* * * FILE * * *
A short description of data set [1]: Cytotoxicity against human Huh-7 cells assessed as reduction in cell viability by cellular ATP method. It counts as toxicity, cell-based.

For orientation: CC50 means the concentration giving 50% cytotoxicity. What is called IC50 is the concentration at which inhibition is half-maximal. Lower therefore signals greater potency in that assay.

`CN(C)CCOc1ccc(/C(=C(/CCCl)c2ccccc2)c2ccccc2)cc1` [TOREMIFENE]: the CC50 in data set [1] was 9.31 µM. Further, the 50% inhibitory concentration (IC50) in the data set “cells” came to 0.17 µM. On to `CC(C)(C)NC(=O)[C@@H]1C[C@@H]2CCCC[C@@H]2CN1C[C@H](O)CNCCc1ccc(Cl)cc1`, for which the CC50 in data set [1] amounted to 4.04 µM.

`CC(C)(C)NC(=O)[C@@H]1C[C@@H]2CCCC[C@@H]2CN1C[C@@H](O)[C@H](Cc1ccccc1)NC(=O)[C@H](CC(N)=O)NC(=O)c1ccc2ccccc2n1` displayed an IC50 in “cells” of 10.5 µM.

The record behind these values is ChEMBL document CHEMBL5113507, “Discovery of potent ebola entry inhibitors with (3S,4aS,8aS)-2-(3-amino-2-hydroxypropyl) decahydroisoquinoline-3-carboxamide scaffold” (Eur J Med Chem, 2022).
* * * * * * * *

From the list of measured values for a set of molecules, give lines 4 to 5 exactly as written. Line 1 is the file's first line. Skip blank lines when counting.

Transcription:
`CC(C)(C)NC(=O)[C@@H]1C[C@@H]2CCCC[C@@H]2CN1C[C@@H](O)[C@H](Cc1ccccc1)NC(=O)[C@H](CC(N)=O)NC(=O)c1ccc2ccccc2n1` displayed an IC50 in “cells” of 10.5 µM.

The record behind these values is ChEMBL document CHEMBL5113507, “Discovery of potent ebola entry inhibitors with (3S,4aS,8aS)-2-(3-amino-2-hydroxypropyl) decahydroisoquinoline-3-carboxamide scaffold” (Eur J Med Chem, 2022).